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Pastor expelled for blessing LGBTQ+ couples continues fight

March 15, 2024 - 11:55 By Yoon Min-sik
Lee Dong-hwan (center, front-row) speaks during a press conference on March 4 in Jongno-gu, Seoul, protesting the decision by the Methodist Church of Korea to expel him for blessing same-sex couples. (Yonhap)

Lee Dong-hwan, the pastor who was recently expelled by the Methodist Church of Korea for blessing same-sex couples, is now turning to the secular court in his continued battle for reinstatement.

The 43-year-old is planning to file legal charges against the Methodist Church's decision after its tribunal confirmed his disfellowship last week.

"I did not launch the fight for reinstatement so that I can regain my title as a Methodist pastor. I'm (going to the court) because I did not want to leave a bad precedent among the protestants," he said during a public event in Mapo-gu, Seoul, on Tuesday.

Some 90 people attended the event hosted by local rights groups to support Lee, who was ousted by the church for blessing sexual minorities, including a same-sex couple at the Incheon Queer Culture Festival in 2019.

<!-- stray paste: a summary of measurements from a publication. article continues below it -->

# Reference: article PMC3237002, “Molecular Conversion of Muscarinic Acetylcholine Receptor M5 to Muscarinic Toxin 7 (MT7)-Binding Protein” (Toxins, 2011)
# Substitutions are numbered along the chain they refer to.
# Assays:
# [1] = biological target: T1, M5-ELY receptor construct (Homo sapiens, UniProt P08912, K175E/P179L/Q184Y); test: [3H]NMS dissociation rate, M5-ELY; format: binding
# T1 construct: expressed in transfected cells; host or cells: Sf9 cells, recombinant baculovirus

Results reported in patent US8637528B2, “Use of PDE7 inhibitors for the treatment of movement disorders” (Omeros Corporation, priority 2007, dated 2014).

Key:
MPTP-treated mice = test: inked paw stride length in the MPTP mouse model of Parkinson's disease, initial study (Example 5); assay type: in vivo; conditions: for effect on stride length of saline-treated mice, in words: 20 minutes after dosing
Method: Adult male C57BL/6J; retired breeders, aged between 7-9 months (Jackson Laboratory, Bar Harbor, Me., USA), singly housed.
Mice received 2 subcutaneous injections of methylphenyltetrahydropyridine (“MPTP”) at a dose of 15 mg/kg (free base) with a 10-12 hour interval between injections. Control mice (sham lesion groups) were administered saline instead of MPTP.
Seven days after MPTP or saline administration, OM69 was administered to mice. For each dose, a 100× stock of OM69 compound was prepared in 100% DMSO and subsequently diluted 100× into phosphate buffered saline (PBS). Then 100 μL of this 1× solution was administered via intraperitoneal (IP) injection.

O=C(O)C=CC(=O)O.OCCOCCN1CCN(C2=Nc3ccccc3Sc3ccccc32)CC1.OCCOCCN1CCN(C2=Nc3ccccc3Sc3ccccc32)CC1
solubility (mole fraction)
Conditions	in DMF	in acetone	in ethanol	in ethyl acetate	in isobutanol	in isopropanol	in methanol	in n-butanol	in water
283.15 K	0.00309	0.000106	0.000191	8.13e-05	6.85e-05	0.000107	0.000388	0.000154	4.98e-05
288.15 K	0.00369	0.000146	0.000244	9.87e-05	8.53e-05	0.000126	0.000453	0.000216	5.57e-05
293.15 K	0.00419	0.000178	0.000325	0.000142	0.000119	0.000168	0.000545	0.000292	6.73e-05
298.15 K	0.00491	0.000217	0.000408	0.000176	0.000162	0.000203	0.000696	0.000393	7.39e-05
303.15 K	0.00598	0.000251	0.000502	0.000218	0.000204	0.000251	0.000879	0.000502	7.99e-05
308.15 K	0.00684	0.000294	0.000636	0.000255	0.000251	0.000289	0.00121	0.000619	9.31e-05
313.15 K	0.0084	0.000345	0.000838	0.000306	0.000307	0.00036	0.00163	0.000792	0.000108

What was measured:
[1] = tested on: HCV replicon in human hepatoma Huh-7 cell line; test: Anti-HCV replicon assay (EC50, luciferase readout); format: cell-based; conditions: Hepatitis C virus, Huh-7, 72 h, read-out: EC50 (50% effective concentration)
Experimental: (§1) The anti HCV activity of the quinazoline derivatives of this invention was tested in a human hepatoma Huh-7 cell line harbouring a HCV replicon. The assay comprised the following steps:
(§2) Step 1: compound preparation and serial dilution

"I oppose all forms of stigma, contempt, discrimination and exclusion against sexual minorities and social minorities in this country," he said when he blessed the couple. Lee blessed couples of sexual minorities three more times after that event, and publicly bashed Christian churches in Korea for what he called contempt against sexual minorities.

The Methodist Church of Korea bans any actions advocating or sympathizing with homosexuality, based on Article 3 of its canon law.

"It was ultimately my hospitality toward sexual minorities that led to my expulsion from the church. ... The adverse effects of this decision on Korean churches will be greater and more persistent than meets the eye," he said in Tuesday's event, saying that disdain toward sexual minorities within the church cannot be seen separately from human rights issues in South Korean society.

"They profess to 'love' (LGBTQ+ individuals) while spewing hatred in the name of God. That kind of twisted love cannot simply be dismissed as an internal religious matter," he said. "I wish to win the legal fight, so I can show the church that society should not accept its decision to expel me."

Lee's expulsion has been met with opposition from some Christians here as well. The human rights center of the National Council of Churches in Korea, which has relatively progressive views compared to other Christian groups in the country, decried Lee's expulsion, calling it "hate in the name of religion."

"Rev. Lee is a faithful Christian who carries out the love and teachings of Christ. ... He led the way in 'loving thy neighbors' as Jesus taught us," the center said in its statement earlier this week, urging the Methodist Church to withdraw its decision.